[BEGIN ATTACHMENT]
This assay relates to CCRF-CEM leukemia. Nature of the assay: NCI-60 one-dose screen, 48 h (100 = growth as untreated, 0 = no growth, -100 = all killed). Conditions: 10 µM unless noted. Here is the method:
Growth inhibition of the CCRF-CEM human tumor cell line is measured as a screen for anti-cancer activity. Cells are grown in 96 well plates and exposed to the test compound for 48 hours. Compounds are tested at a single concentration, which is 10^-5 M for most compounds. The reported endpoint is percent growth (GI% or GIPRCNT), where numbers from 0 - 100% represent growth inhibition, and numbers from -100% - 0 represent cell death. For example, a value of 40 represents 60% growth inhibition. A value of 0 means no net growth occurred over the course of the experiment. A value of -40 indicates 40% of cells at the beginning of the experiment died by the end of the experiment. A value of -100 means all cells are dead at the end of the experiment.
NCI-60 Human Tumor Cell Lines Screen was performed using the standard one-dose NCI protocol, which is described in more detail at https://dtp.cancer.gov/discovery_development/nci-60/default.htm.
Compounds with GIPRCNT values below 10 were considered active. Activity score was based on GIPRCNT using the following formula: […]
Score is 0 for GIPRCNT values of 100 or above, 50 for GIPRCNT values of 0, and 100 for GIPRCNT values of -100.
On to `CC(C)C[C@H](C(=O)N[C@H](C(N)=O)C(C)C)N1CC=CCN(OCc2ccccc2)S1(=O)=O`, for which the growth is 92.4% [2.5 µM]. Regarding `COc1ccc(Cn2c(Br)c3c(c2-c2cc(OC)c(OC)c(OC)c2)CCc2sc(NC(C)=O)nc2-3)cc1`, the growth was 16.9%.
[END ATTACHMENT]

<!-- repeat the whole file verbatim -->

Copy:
This assay relates to CCRF-CEM leukemia. Nature of the assay: NCI-60 one-dose screen, 48 h (100 = growth as untreated, 0 = no growth, -100 = all killed). Conditions: 10 µM unless noted. Here is the method:
Growth inhibition of the CCRF-CEM human tumor cell line is measured as a screen for anti-cancer activity. Cells are grown in 96 well plates and exposed to the test compound for 48 hours. Compounds are tested at a single concentration, which is 10^-5 M for most compounds. The reported endpoint is percent growth (GI% or GIPRCNT), where numbers from 0 - 100% represent growth inhibition, and numbers from -100% - 0 represent cell death. For example, a value of 40 represents 60% growth inhibition. A value of 0 means no net growth occurred over the course of the experiment. A value of -40 indicates 40% of cells at the beginning of the experiment died by the end of the experiment. A value of -100 means all cells are dead at the end of the experiment.
NCI-60 Human Tumor Cell Lines Screen was performed using the standard one-dose NCI protocol, which is described in more detail at https://dtp.cancer.gov/discovery_development/nci-60/default.htm.
Compounds with GIPRCNT values below 10 were considered active. Activity score was based on GIPRCNT using the following formula: […]
Score is 0 for GIPRCNT values of 100 or above, 50 for GIPRCNT values of 0, and 100 for GIPRCNT values of -100.
On to `CC(C)C[C@H](C(=O)N[C@H](C(N)=O)C(C)C)N1CC=CCN(OCc2ccccc2)S1(=O)=O`, for which the growth is 92.4% [2.5 µM]. Regarding `COc1ccc(Cn2c(Br)c3c(c2-c2cc(OC)c(OC)c(OC)c2)CCc2sc(NC(C)=O)nc2-3)cc1`, the growth was 16.9%.